Marc Murphy knows he has, at the most, a couple of seconds to grab his audience. He said he makes the most of those moments.
During the day, Murphy is a partner at Louisville law firm Stites & Harbison, where he chairs the White Collar Practice Group, according to the firm’s website.
During the evening, however, Murphy’s job of six years has often infuriated politicians, resulting in death threats and a Pulitzer Prize nomination.
Murphy is a part-time editorial cartoonist for the Courier-Journal in Louisville and, after work each evening, he sits down at his iPad and draws a one panel cartoon. Murphy spoke Thursday evening at Barnes & Noble Booksellers in Bowling Green as part of the Western Kentucky University Libraries “Kentucky Live!” lecture series.
Murphy said simplicity is what he strives for, using well-known symbols and few words to convey his message. Of the thousands of cartoons that he’s submitted to the Louisville paper for publication, only four have been turned down, and he showed two of the rejects to his audience.
The first cartoon rejected was drawn at the height of talk that Democrat actress Ashley Judd would face off against U.S. Senate Minority Leader Mitch McConnell, R-Ky., in the upcoming U.S. Senate race. Taking off on Judd’s famous pose in a sports jersey and little else, Murphy drew a leggy McConnell sitting in a sports jersey, noting he was “Fighting Fire with Fire.”
The second panel rejected was a dig at Bowling Green’s Republican state Sen. Mike Wilson, chairman of the state Senate Education Committee, and Wilson’s involvement with a Christian radio station and a belief in creationism while involved in discussions about the state’s new science standards. Murphy said the series of monkeys that he drew to depict “The evolution of Mike Wilson,” was off-putting to the newspaper’s editors, and they decided not to print the cartoon.
Murphy received death threats following publication of an editorial cartoon in the aftermath of a two-year-old girl being killed by a “My First Rifle” obtained by a sibling. Murphy drew an autopsy report and noted the child’s cause of death was “Greed, Ignorance, Political Cowardice, Misplaced Cultural Pride,” and “Inevitability.”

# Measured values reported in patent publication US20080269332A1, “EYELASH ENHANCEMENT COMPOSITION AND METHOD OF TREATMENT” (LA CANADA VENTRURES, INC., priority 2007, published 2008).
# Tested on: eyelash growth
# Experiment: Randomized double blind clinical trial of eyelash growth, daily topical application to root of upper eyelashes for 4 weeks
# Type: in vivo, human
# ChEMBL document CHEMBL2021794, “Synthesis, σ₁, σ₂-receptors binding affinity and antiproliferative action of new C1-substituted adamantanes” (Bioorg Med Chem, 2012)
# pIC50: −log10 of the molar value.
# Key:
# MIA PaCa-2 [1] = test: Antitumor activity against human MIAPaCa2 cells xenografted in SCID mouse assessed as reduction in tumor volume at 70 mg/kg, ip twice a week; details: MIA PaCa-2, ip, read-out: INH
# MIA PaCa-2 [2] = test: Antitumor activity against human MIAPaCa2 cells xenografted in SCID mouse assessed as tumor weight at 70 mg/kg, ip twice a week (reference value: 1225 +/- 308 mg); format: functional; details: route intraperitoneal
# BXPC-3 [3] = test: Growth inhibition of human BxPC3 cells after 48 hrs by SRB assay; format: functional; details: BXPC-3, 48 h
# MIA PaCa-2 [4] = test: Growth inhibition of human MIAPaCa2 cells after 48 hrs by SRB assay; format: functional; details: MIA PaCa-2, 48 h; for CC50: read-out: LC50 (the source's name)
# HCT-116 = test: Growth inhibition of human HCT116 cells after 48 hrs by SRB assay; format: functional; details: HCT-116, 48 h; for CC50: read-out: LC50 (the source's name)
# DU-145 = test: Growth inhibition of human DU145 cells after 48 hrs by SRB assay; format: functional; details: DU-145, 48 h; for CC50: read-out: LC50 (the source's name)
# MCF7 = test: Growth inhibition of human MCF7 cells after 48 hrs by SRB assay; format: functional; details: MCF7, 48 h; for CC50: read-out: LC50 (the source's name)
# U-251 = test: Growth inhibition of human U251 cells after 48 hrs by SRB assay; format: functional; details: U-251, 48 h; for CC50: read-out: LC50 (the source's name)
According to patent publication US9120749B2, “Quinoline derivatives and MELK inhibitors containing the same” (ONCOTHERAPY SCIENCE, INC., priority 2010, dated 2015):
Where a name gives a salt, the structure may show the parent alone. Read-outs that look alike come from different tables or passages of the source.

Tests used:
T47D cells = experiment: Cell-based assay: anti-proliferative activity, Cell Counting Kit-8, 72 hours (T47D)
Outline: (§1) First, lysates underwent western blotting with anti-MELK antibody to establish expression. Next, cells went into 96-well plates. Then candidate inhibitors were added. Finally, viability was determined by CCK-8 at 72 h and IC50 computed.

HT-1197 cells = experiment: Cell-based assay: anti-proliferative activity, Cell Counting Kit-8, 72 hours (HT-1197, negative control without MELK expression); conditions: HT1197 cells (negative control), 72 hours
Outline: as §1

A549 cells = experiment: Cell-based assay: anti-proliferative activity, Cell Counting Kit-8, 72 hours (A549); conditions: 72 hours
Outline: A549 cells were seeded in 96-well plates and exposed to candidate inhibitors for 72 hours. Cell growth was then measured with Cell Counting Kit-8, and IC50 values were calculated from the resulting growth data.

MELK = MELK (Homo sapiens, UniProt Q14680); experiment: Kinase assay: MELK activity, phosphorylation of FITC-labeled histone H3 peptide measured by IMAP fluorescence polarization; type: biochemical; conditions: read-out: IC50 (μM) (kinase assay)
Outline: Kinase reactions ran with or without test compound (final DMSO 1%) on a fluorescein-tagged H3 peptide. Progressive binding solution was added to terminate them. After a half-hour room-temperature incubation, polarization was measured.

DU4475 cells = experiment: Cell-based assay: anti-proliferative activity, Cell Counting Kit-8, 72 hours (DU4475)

“I knew it was hard-hitting,” Murphy said. “I received death threats. For the first time since I’ve been associated with the paper, they took (the cartoon) off the website. Apparently, there were a series of ‘wanted’ posters of me.
“I could have left off the blood (on the drawing), but that’s the first place you looked,” he said while the controversial editorial cartoon was projected on a screen at the bookstore.
Murphy, a native of Ashland who graduated from Notre Dame and the University of Louisville Brandeis School of Law, spent four years as an officer in Germany and Central America – where he was attached to the Special Forces in Panama. He has also been commonwealth’s attorney in Louisville.
When he was being considered for the post of U.S. attorney for the Western District by U.S. Rep. John Yarmuth, D-Louisville, it was McConnell, Murphy said, who didn’t want the appointment to go through. “I am not going to select a man who draws me in a cheerleader outfit,” Murphy said he was told of McConnell’s reaction when Yarmuth brought up the idea.
Murphy said politicians complain when his pen captures them, but eventually a staffer of the lawmaker will contact him later to see if an original of the cartoon can be obtained.
“McConnell’s got cartoons of mine hanging on his walls,” Murphy said. The cartoonist said when he picks a subject to lampoon, it is a process of “legitimizing” the politician.
Murphy will tackle national subjects in addition to Kentucky issues. “Part of what I have to do is put my finger on the pop culture,” he said, then relate it to an issue everyone is talking about. “It’s like a puzzle that has to be solved every night.”